European Journal of Business and Management ISSN 2222-1905 (Paper) ISSN 2222-2839 (Online) Vol 4, No.

3, 2012

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A Two-Factor Model of Organizational Citizenship Behaviour in Organizations
Hana S. Abuiyada1 Shih Yung Chou2* 1. 2. HEB School of Business and Administration, University of the Incarnate Word, 4301 Broadway, San Antonio, Texas 78209, USA HEB School of Business and Administration, University of the Incarnate Word, 4301 Broadway, CPO 394, San Antonio, Texas 78209, USA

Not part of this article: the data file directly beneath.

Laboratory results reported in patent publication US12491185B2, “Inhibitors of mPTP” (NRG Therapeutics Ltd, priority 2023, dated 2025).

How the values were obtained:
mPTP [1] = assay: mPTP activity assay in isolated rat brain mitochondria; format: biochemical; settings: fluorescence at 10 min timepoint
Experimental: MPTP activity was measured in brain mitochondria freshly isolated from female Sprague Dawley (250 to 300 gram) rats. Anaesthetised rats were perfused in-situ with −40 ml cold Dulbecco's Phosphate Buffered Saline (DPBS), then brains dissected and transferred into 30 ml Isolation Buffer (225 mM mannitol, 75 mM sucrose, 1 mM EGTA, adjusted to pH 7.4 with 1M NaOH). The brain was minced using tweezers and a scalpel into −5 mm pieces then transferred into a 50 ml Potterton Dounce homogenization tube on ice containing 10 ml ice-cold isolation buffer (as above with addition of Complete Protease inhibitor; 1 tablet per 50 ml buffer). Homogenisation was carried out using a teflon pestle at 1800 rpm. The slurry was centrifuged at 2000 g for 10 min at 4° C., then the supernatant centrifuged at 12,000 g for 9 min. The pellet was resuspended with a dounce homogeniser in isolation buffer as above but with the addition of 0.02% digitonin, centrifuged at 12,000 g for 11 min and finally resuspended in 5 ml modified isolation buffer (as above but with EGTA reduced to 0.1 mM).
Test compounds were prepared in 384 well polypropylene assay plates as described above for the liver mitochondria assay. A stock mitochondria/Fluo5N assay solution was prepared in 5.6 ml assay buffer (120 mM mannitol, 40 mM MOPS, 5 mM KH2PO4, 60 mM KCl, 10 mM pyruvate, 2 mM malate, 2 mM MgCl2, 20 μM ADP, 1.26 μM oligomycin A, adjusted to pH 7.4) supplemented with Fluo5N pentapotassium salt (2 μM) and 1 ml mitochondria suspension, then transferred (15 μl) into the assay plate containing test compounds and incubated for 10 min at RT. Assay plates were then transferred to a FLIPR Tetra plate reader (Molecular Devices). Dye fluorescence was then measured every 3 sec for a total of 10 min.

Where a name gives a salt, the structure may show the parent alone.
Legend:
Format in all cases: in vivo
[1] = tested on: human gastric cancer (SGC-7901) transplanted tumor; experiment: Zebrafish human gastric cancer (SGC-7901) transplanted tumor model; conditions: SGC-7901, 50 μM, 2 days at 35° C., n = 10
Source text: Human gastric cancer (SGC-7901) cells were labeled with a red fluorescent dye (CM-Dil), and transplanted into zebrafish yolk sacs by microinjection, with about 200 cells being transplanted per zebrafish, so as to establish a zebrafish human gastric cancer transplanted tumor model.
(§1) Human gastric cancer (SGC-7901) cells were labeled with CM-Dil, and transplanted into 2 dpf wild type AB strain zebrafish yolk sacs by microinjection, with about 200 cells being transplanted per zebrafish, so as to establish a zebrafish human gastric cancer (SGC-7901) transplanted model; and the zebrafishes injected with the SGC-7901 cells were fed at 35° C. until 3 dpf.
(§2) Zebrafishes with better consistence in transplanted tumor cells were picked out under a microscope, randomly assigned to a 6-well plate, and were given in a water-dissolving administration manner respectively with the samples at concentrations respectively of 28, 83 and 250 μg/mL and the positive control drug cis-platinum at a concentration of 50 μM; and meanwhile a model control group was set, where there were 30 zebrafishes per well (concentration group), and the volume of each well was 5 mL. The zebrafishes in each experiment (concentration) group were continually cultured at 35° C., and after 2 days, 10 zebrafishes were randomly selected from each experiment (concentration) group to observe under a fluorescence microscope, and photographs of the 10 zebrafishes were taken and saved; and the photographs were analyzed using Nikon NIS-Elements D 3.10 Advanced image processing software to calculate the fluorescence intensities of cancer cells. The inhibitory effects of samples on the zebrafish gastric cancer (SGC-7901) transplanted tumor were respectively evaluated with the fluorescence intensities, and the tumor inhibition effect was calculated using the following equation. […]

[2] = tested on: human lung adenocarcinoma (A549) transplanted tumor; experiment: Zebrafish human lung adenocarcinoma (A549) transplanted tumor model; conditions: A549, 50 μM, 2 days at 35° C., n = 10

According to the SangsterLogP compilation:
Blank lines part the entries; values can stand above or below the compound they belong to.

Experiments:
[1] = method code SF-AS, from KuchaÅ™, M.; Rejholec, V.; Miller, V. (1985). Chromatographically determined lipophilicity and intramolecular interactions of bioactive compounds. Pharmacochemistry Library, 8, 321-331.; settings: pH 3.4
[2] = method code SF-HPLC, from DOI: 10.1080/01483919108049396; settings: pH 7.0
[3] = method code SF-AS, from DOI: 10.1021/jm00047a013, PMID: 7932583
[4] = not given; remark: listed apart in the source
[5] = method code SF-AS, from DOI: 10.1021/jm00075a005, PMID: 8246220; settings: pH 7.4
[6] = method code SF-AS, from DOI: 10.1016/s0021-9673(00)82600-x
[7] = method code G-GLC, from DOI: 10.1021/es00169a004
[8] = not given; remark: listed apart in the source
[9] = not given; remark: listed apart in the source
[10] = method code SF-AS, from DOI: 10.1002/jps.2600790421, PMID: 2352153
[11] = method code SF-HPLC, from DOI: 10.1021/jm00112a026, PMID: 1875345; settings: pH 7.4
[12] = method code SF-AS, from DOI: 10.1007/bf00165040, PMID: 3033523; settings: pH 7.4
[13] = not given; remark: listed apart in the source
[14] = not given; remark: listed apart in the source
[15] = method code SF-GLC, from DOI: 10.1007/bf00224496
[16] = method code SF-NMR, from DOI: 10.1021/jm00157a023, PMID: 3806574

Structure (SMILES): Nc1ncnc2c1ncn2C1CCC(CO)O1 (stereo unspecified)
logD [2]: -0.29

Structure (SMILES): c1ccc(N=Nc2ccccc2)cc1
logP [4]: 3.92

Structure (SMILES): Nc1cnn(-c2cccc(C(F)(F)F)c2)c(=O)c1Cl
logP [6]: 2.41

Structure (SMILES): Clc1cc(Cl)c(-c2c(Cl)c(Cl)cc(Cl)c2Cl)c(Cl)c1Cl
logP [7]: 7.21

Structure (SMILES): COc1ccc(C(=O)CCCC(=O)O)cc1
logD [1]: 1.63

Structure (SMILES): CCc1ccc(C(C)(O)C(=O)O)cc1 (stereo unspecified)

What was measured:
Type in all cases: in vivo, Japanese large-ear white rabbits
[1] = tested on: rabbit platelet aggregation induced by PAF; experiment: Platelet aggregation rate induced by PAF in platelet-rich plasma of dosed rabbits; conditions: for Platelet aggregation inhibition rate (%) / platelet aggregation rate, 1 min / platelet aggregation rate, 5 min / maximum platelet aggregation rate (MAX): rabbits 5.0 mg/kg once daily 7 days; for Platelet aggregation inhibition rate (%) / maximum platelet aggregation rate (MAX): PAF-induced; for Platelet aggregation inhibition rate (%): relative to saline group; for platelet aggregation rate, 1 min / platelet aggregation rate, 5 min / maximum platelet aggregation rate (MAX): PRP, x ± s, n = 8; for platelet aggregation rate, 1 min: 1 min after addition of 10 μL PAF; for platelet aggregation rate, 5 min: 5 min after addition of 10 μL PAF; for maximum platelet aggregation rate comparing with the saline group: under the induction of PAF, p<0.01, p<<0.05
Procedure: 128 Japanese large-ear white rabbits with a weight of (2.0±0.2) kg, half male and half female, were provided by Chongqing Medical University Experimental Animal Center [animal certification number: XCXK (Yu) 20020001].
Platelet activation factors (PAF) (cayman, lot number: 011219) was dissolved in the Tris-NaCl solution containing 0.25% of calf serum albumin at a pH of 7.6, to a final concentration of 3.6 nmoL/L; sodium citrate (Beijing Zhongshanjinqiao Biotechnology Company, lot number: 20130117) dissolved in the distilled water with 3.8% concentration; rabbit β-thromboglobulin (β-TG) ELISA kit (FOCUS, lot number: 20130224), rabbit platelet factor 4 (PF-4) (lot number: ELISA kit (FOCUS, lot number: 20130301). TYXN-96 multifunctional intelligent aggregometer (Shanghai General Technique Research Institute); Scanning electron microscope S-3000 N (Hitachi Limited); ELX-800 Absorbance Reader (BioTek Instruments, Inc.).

* E-mail of the corresponding author: chou@uiwtx.edu Abstract It has been suggested that organizational citizenship behaviour (OCB) has an important impact on individual, group, and organizational outcomes. Because of its crucial role in facilitating performance and effectiveness, OCB has been investigated from various perspectives. However, very little attention has been paid to how motivation factors and hygiene factors influence an individual’s OCB. In this article, we develop a theoretical framework of OCB using the two-factor theory of motivation as the theoretical base. By investigating OCB from this perspective, our framework provides several important implications that may help managers and organizations design a work environment where OCB is maximized. Keywords: organizational citizenship behaviour, motivation factors, hygiene factors 1. Introduction High performing organizations generally exert excessive efforts to improve organizational outcomes by searching for highly motivated employees and reinforcing positive work behaviours such as organizational citizenship behaviour (OCB). It has been shown that OCB facilitates organizational effectiveness, efficiency, and success as it frees up scarce resources, allows managers to devote more time to productive activities, and improves employees’ productivity (Organ, Podsakoff, & Mackenzie, 2006). Given OCB has an important impact on organizational outcomes, previous studies have sought to identify antecedents of OCB. Among various antecedents, job satisfaction has received much attention because of its impact on an individual’s work attitude (Organ et al., 2006; Organ & Ryan, 1995) and work behaviour (Bowling, 2010). Meanwhile, motivation theorists and researchers have suggested that an individual’s job satisfaction could be affected by his or her work motivation (e.g., Hackman & Oldham, 1976). One could, therefore, expect that an individual’s work motivation could affect his or her job satisfaction, which in turn determines the degree of OCB exhibited by him or her. Although the relationships among work motivation, job satisfaction, and OCB have been examined extensively, what has been largely ignored is the job dissatisfaction-OCB relationship. Specifically, the literature has traditionally supported the idea that if the presence of a factor in a work environment results in job satisfaction, then its absence leads to job dissatisfaction (Ewen, Hulin, Smith, & Locke, 1966). However, Herzberg, Mausner, and Snyderman (1959) claimed that motivation factors or job-content factors determine much of an individual’s overall job satisfaction, whereas hygiene factors or job-context factors affect the individual’s overall job dissatisfaction. Herzberg et al. (1959) further stated that motivation factors do not play a significant role in producing job dissatisfaction and hygiene factors do not generate much of job satisfaction. As mentioned earlier, previous OCB research has focused much on the effect of job satisfaction on OCB and neglected the role of job dissatisfaction. Therefore, the primary objective of this article is to use Herzberg et al.’s (1959) two-factor theory as the theoretical base and examine the impact of motivation and hygiene factors on the degree of OCB exhibited by an individual. The application of the two-factor theory is important because motivation factors generally operate mainly on the positive side of overall job